The socially minded linguistic study of storytelling in everyday life has been rapidly expanding. This book provides a critical engagement with this dynamic field of narrative studies, addressing long-standing questions such as definitions of narrative and views of narrative structure but also more recent preoccupations such as narrative discourse and identities, narrative language, power and ideologies. It also offers an overview of a wide range of methodologies, analytical modes and perspectives on narrative from conversation analysis to critical discourse analysis, to linguistic anthropology and ethnography of communication. The discussion engages with studies of narrative in multiple situational and cultural settings, from informal-intimate to institutional. It also demonstrates how recent trends in narrative analysis, such as small stories research, positioning analysis and sociocultural orientations, have contributed to a new paradigm that approaches narratives not simply as texts, but rather as complex communicative practices intimately linked with the production of social life.
This new textbook answers the need for a briefer version of Martini's Fundamentals of Anatomy & Physiology for the 2-semester anatomy and physiology course. With condensed explanations and less detailed discussions, this slim volume retains Martini's award-winning art program, key clinical discussions, and clear, straightforward writing style. Accompanied by a first-rate, text-specific supplements package, Anatomy & Physiology provides instructors and students with a compact and efficient learning system.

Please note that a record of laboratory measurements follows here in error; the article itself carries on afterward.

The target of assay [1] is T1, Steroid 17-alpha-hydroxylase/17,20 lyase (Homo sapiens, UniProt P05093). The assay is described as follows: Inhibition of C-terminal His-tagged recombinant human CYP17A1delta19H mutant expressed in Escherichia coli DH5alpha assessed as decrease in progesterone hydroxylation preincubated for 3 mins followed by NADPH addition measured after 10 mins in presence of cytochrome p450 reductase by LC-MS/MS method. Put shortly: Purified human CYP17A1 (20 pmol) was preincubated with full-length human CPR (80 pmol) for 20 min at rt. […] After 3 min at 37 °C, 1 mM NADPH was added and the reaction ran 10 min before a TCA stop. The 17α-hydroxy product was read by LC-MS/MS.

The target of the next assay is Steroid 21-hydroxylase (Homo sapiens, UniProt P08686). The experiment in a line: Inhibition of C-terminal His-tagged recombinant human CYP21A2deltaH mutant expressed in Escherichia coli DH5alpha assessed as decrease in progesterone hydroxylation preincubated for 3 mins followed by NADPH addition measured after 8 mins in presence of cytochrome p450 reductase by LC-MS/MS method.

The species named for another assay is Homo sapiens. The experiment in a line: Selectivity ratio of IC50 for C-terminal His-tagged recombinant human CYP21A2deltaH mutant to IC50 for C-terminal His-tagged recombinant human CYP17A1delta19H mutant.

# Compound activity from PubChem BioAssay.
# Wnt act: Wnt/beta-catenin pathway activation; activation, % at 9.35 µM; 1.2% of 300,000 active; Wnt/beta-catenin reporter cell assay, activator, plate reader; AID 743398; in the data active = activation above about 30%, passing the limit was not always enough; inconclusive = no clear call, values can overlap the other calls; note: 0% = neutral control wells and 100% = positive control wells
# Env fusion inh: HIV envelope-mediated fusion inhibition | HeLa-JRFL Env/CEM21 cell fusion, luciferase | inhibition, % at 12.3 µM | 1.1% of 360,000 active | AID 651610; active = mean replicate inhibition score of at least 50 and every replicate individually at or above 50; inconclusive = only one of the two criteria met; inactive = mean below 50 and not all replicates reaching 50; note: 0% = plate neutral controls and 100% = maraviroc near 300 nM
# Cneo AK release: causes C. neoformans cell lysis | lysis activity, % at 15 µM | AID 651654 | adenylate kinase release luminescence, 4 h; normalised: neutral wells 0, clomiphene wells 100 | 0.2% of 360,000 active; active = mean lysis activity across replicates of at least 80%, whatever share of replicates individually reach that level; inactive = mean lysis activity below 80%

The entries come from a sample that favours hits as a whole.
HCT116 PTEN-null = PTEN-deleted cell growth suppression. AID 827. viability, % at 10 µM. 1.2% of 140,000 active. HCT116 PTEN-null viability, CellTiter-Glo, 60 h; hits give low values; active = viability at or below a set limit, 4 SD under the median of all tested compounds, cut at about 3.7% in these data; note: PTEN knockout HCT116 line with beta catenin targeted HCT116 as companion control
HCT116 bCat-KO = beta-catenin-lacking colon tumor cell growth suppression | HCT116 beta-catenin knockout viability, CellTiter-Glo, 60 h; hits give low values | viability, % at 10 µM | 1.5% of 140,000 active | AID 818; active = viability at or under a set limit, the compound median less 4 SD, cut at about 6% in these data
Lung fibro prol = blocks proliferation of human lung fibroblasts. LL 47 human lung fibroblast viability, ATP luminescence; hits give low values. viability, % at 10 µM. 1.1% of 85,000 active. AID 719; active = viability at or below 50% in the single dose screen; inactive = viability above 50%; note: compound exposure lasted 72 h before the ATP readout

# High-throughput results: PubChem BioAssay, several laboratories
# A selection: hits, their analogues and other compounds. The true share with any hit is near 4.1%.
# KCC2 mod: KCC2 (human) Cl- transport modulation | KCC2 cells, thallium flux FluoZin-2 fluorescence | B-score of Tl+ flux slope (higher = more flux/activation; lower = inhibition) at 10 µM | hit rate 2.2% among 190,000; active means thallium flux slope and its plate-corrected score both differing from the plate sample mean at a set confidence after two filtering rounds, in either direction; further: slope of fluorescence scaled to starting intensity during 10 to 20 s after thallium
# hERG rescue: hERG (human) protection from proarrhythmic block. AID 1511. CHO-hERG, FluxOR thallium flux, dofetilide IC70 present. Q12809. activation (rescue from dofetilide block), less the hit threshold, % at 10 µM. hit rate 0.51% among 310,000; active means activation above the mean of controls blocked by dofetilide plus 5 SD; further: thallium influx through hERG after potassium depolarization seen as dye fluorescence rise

This comprehensive edition on orofacial structures provides a complete introduction with dedicated sections on dental anatomy,oral histology and embryology, head and neck anatomy.
Handbook for veterinary doctors and technicians to administer anaesthesia in terms of preparation of patient, induction procedures, monitoring vital signs during the anaesthetic period and postoperative care.
Ottenheimer's authoritative yet approachable introduction to the field's methodology, skills, techniques, tools, and applications emphasizes the kinds of questions that anthropologists ask about language and the kinds of questions that intrigue students. The text brings together the key areas of linguistic anthropology, addressing issues of power, race, gender, and class throughout. Further stressing the everyday relevance of the text material, Ottenheimer includes "In the Field" vignettes that draw you in to the chapter material via stories culled from her own and others' experiences, as well as "Doing Linguistic Anthropology" and "Cross-Language Miscommunication" features that describe real-life applications of text concepts.
Applied Anatomy & Physiology for Manual Therapists is a clear, accurate, simple, and comprehensive A&P textbook that addresses the needs of students in manual therapy education programs. It is a focused text that deliberately emphasizes the information manual therapists need to be familiar with in order to understand the benefits, effects, indications, and contraindications of their specific form of manual therapy.
Helps students to assess what they've learned by providing excercises pertaining to what was learned in each chapter. Includes true/false, short answer, multiple choice, etc. questions.